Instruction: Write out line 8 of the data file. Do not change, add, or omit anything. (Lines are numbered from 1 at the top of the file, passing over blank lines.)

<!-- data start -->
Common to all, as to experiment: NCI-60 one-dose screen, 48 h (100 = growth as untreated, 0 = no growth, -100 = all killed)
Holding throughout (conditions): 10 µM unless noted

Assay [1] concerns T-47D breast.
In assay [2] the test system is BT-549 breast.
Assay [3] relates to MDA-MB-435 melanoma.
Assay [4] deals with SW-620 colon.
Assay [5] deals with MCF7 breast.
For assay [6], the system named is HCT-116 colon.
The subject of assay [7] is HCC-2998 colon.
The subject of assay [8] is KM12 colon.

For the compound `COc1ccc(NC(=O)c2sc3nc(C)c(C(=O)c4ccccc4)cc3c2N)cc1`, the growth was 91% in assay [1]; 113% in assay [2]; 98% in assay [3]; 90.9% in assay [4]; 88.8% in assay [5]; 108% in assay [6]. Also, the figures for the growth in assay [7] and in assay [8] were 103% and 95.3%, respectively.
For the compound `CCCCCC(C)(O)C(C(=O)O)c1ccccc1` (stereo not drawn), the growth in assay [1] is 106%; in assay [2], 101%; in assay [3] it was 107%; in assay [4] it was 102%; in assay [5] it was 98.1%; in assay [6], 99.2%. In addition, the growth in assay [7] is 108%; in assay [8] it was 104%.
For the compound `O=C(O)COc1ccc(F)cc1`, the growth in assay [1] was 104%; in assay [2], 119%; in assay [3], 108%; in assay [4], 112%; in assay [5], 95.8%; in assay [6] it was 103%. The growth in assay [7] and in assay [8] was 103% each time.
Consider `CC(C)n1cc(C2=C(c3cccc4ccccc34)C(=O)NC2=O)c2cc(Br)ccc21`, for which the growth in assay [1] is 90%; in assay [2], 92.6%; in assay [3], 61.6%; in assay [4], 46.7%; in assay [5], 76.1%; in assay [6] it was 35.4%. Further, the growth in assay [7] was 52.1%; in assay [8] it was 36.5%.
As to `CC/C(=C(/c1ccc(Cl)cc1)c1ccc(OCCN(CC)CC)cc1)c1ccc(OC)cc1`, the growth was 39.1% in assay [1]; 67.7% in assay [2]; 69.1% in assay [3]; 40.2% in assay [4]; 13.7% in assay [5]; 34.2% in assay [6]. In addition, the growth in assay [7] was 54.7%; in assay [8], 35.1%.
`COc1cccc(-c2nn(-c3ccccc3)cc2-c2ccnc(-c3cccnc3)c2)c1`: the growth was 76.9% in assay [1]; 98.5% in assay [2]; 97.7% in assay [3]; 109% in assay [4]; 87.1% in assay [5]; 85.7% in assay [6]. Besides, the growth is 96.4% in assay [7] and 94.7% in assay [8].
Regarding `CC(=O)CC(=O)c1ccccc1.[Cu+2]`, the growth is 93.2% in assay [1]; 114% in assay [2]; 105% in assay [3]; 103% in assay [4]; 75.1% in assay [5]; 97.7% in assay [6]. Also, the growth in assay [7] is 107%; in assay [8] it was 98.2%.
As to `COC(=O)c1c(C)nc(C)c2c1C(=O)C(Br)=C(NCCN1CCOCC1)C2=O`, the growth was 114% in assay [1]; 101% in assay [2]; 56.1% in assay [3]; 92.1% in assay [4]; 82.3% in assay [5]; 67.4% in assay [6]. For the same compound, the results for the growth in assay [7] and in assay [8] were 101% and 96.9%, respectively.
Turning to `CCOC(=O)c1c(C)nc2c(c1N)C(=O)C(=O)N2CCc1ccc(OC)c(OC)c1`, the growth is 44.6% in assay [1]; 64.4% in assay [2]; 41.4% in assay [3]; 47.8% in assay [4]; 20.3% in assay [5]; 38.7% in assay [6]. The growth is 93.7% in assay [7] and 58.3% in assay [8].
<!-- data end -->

For assay [6], the system named is HCT-116 colon.